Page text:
Note too: The issue of dns lookup time is mitigated by the fact that the user or user's ISP is extremely likely to have cached the domain. More from the same source:

    "DNS lookups are cached for better performance. This caching can occur on a special caching server, maintained by the user's ISP or local area network, but there is also caching that occurs on the individual user's computer. The DNS information remains in the operating system's DNS cache (the "DNS Client service" on Microsoft Windows). Most browsers have their own caches, separate from the operating system's cache. As long as the browser keeps a DNS record in its own cache, it doesn't bother the operating system with a request for the record."


    CDN technology is seriously robust and proven. Google's tech is 2nd to none. It's entire business depends on their CDN.

    Google uses it's massive CDN to deliver content from servers worldwide. There will be an edge server closer (therefore probably faster) to your visitor than your own server is likely to be.

    Finally and I think most decisive:

    The user's browser is exceedingly likely to have already cached Google's copy of jquery from a previous visit to one of the millions of sites using Google's hosted apis. This means the browser will just load a local copy - far faster than any network access.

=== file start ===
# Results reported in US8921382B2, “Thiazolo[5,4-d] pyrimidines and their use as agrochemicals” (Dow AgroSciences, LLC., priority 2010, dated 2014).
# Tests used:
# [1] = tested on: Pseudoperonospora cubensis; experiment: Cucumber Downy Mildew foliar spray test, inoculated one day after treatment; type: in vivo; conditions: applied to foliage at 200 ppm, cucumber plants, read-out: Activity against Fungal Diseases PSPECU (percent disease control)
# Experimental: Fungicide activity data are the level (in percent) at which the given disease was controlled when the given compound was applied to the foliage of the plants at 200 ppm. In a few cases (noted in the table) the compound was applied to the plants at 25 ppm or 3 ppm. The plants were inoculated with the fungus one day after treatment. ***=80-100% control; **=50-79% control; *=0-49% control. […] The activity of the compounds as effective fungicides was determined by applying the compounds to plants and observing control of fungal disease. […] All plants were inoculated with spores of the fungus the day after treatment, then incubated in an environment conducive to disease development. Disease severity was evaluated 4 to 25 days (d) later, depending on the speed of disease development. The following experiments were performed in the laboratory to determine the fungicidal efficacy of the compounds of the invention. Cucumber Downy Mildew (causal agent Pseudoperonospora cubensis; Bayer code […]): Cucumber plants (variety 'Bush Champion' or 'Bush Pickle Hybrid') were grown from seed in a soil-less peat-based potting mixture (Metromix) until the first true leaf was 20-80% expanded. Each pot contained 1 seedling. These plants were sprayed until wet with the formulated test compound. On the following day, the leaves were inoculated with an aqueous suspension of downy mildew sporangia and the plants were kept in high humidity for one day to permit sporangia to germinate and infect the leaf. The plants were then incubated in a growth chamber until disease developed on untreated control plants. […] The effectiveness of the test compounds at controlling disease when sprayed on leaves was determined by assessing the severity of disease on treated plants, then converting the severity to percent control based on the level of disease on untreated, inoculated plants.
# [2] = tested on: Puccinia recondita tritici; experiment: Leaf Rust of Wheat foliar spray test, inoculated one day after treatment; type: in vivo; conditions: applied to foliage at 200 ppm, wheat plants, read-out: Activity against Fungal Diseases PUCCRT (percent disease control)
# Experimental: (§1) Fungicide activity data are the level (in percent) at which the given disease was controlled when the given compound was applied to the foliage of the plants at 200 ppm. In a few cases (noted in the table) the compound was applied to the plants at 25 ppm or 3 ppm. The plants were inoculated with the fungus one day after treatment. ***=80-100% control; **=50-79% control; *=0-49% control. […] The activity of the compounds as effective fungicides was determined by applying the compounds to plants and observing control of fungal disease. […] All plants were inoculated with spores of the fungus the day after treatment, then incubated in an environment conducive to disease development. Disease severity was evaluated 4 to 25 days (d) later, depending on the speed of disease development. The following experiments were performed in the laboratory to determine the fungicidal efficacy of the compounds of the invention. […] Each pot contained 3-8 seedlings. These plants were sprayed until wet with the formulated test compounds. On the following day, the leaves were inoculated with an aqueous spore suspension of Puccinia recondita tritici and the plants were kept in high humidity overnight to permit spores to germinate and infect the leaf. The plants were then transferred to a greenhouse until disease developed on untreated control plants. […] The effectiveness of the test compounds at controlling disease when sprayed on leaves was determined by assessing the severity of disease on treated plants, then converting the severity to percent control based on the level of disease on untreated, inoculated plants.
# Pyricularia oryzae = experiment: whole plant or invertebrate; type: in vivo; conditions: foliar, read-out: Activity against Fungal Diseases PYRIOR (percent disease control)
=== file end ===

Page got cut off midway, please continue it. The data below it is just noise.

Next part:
• Profile picture of the author Happy_Balance
      Originally Posted by Don Art View Post

      if your visitor's browser follows http1.1 recs it will only open 2 simultaneous connections to any one host name at a time - so multiple hostnames is actually better:
      Good point about multiple hostnames, I should remember to load some images from a sub-domain.
  • Profile picture of the author Michael71
    Depends on the files you are loading after jQuery.

    I prefer minifying/combining all JS files into one file.

    In that case you just need one http-request and that's from your own domain.
    Will save DNS lookup and time, same with CSS.
    • Profile picture of the author AppDeveloper
      I agree with the others suggesting loading it from Google.

      The vast majority of people will have it cached via that url. I don't have specific numbers, but with the number of sites linking to the Google version, I would be surprised if less than 95% of your visitors didn't have it cached.

      And the ones that don't have it cached are going to most likely load it quicker from Googles CDN than from your server.

      Combining all your JS files into one request is definitely a good idea, however, when that file gets too large (greater than ~64k) it makes sense to split it up into two files. If the rest of your included JS libraries are large then this can add up quickly. Modern web browsers will download multiple JavaScript files in parallel. So having two 60k files will download faster than one 120k file.

Next Topics on Trending Feed

  • 23 {{ upvoteCount | shortNum }} 5

    1. Lack Of Strategy Many of the tools available to Internet marketers are either cheap or free. As a result, many new marketers are tempted to use them all at once. Successful Internet marketers begin with a strategy that identifies the goals of a campaign, the target audience and other key planning elements. Only then do they choose their tactics. Remember: tactics without strategy is the noise before defeat.